Grief is a normal response to mourning the loss of a significant attachment figure. However, some people experience complicated grief characterized by an intense, prolonged mourning period focused on unhelpful, painful thoughts, dysfunctional behaviors and difficulty regulating emotions. When someone struggles with complicated grief, unique therapeutic interventions are required to address it. Complicated Grief Therapy involves seven core themes, including understanding grief, managing painful emotions, thinking about the future, strengthening relationships, telling the story of the death, learning to live with reminders and remembering the person who died. Many people with complicated grief believe that they cannot be connected to their lost loved one without constant emotional pain. Overtime this can strain relationships, prevent an individual from honoring the memory of the deceased and prohibit the person from truly being connected to their loved one. It is possible to achieve meaningful relationships while still remaining connected to the deceased with the assistance of a Complicated Grief Therapist. Psychologist, J. William Worden named the four tasks of mourning which allow us to see how integrating loss into our lives does not erase their memories, but rather preserves our connections to them.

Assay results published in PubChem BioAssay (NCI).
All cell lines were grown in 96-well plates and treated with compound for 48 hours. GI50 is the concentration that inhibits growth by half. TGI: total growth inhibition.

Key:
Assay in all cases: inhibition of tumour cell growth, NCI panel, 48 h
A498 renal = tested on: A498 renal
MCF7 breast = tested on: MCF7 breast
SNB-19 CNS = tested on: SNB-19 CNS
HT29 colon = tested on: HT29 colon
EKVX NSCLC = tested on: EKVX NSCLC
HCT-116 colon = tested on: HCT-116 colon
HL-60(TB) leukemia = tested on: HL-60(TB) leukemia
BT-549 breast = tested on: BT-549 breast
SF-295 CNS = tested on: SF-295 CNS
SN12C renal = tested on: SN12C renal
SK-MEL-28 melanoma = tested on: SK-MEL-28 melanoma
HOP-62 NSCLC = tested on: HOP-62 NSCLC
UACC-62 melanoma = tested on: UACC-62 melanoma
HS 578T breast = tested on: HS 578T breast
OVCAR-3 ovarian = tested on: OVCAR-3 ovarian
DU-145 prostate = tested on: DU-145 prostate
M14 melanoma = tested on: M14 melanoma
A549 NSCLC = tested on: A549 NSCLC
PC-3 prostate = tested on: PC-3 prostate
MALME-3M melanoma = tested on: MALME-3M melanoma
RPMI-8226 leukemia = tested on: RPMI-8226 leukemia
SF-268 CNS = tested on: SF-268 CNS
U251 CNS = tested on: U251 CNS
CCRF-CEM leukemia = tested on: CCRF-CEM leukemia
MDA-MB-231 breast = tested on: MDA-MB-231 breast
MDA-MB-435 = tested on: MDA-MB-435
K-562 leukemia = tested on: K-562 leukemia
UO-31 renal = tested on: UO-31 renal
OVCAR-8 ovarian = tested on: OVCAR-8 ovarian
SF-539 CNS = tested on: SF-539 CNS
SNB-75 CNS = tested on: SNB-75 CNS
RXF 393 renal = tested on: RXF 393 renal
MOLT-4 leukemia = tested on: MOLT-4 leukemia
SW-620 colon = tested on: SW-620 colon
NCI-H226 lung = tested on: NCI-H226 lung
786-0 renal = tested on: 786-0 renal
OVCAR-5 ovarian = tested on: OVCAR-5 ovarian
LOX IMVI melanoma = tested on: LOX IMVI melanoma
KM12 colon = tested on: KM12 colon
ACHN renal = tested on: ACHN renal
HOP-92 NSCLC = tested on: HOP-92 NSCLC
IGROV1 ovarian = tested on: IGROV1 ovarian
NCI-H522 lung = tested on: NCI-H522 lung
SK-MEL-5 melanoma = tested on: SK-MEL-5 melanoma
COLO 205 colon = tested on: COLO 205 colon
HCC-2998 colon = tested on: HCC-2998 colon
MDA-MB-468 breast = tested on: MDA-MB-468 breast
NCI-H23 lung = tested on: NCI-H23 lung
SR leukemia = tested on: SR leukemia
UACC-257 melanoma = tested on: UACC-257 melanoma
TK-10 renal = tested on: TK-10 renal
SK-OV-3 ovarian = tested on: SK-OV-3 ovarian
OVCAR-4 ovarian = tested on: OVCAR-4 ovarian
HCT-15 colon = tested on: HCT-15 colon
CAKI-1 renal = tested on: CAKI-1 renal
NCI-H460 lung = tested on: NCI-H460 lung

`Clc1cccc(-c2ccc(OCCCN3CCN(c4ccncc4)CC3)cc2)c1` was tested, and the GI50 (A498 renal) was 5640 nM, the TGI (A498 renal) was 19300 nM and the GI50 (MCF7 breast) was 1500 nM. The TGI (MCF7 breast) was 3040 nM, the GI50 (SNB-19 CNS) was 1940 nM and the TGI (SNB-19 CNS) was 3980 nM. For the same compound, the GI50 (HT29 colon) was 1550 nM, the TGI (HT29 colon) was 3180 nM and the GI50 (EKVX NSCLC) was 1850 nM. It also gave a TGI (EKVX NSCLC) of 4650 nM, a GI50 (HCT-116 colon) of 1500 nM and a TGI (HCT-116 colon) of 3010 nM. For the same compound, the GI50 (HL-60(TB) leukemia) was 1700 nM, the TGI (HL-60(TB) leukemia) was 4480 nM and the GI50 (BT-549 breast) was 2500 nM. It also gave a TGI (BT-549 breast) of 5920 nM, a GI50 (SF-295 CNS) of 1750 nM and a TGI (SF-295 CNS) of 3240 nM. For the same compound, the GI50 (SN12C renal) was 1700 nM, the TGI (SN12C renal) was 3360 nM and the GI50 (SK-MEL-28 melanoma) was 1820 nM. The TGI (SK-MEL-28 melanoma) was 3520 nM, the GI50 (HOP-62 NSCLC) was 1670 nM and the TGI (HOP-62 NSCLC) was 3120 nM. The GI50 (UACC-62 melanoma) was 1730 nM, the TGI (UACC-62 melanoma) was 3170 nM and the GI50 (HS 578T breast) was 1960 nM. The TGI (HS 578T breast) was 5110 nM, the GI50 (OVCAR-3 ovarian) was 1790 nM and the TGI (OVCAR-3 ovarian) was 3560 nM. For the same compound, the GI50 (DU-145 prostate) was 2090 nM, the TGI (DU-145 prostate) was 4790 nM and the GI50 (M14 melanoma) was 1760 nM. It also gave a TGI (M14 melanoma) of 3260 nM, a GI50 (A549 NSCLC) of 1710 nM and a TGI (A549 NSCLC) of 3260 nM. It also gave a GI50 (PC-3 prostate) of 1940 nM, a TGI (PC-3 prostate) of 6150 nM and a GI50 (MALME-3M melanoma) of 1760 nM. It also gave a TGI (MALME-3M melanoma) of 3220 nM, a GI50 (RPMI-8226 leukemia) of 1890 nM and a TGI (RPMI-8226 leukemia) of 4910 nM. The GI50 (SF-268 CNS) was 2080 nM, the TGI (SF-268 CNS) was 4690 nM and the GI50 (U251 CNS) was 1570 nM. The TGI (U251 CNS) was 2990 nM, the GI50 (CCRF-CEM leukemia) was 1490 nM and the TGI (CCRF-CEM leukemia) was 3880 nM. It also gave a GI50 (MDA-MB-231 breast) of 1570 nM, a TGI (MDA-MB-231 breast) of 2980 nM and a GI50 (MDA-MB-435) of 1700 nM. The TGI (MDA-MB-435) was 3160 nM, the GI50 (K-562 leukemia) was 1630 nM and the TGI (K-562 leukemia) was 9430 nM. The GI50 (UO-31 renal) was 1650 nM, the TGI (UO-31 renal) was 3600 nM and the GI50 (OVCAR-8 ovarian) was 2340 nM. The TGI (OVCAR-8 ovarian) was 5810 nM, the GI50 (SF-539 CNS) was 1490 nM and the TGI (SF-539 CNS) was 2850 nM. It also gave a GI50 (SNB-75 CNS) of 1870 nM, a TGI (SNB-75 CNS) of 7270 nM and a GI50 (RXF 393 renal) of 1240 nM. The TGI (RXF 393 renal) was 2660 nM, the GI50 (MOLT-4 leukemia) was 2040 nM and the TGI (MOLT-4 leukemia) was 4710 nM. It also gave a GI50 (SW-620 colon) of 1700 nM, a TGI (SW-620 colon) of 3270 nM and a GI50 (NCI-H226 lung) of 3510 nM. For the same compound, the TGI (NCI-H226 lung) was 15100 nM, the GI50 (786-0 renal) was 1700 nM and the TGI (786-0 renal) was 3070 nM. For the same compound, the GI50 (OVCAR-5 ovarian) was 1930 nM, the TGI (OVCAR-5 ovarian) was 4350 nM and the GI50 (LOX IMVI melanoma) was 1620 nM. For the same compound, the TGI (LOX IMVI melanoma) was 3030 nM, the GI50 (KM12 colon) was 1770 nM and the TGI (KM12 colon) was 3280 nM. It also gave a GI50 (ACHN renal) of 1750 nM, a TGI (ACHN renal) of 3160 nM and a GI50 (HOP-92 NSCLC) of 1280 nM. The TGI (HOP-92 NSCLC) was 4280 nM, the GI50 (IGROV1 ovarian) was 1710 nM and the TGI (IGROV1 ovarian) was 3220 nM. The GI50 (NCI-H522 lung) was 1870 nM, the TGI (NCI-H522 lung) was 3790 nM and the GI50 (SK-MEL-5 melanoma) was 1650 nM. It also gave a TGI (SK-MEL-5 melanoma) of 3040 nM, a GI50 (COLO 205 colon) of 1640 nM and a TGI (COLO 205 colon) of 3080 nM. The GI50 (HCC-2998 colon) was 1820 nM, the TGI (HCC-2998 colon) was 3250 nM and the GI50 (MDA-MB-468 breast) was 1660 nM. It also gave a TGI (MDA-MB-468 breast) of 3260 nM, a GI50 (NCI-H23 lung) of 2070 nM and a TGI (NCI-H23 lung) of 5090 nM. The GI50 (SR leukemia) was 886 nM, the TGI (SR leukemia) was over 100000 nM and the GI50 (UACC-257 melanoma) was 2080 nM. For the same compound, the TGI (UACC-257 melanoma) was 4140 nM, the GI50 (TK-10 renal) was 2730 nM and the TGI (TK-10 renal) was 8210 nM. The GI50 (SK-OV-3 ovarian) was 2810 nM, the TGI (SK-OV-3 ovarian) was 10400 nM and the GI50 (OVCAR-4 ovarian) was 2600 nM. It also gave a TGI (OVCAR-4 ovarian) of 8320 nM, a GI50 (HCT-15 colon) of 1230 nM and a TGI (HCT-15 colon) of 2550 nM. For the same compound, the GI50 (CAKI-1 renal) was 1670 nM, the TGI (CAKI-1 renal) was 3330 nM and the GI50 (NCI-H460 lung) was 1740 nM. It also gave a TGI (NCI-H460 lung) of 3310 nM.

Sometimes grief can become complicated by unhelpful, often catastrophizing thoughts that cause some people to feel they are not grieving “the right way” if they come to terms with their loss. These thoughts cause people to have dysfunctional behaviors, such as avoiding places that remind them of their loved one or constantly day dreaming about their loved one. When we distract ourselves from painful emotions with avoidant behaviors, we inadvertently keep ourselves stuck in a place that prevents us from experiencing pleasant moments of connection to our lost loved one. A main concern for people with Complicated Grief is that they might forget or dishonor their relationship with the deceased if they accept the loss. However when we spend our time refusing to accept the loss, we actually reframe our relationship with the lost loved one around their death rather than the joy and connection shared with them when they were alive.